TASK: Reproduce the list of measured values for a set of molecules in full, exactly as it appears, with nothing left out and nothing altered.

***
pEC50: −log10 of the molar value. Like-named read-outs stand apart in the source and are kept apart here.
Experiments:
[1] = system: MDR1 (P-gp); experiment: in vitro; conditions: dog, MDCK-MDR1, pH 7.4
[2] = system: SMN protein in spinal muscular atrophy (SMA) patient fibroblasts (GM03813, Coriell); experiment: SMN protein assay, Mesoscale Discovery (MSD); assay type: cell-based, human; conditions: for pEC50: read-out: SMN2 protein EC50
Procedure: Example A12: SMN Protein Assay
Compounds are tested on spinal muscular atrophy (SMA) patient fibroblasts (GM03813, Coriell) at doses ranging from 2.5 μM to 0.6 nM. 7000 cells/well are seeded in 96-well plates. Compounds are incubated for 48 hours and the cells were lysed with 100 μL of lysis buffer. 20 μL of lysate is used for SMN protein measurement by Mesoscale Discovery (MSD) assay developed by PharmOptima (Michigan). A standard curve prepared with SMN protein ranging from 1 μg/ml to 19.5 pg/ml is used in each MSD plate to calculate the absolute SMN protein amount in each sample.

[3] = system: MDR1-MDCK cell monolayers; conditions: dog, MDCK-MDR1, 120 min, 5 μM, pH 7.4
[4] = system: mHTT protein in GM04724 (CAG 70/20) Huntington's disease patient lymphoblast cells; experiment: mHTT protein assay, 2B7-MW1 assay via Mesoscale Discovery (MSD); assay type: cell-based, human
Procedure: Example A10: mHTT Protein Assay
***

pEC50: −log10 of the molar value. Like-named read-outs stand apart in the source and are kept apart here.
Experiments:
[1] = system: MDR1 (P-gp); experiment: in vitro; conditions: dog, MDCK-MDR1, pH 7.4
[2] = system: SMN protein in spinal muscular atrophy (SMA) patient fibroblasts (GM03813, Coriell); experiment: SMN protein assay, Mesoscale Discovery (MSD); assay type: cell-based, human; conditions: for pEC50: read-out: SMN2 protein EC50
Procedure: Example A12: SMN Protein Assay
Compounds are tested on spinal muscular atrophy (SMA) patient fibroblasts (GM03813, Coriell) at doses ranging from 2.5 μM to 0.6 nM. 7000 cells/well are seeded in 96-well plates. Compounds are incubated for 48 hours and the cells were lysed with 100 μL of lysis buffer. 20 μL of lysate is used for SMN protein measurement by Mesoscale Discovery (MSD) assay developed by PharmOptima (Michigan). A standard curve prepared with SMN protein ranging from 1 μg/ml to 19.5 pg/ml is used in each MSD plate to calculate the absolute SMN protein amount in each sample.

[3] = system: MDR1-MDCK cell monolayers; conditions: dog, MDCK-MDR1, 120 min, 5 μM, pH 7.4
[4] = system: mHTT protein in GM04724 (CAG 70/20) Huntington's disease patient lymphoblast cells; experiment: mHTT protein assay, 2B7-MW1 assay via Mesoscale Discovery (MSD); assay type: cell-based, human
Procedure: Example A10: mHTT Protein Assay